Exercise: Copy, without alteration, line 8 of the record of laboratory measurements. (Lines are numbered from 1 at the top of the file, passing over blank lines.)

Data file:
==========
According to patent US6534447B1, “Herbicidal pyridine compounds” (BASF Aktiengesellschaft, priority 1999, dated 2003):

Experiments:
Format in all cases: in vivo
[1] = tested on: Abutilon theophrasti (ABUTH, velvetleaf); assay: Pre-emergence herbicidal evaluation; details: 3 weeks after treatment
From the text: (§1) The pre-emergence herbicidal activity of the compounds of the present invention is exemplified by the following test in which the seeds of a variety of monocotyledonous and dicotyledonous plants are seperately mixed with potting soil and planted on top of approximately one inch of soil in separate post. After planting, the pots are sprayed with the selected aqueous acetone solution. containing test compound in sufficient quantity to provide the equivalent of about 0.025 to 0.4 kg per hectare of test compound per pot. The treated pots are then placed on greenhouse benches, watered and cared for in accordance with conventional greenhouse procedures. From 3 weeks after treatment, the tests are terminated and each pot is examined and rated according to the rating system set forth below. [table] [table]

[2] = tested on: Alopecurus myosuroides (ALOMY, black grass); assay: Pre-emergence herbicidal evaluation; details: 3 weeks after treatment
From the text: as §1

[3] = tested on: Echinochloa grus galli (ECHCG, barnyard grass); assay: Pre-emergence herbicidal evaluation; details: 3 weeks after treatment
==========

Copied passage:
[3] = tested on: Echinochloa grus galli (ECHCG, barnyard grass); assay: Pre-emergence herbicidal evaluation; details: 3 weeks after treatment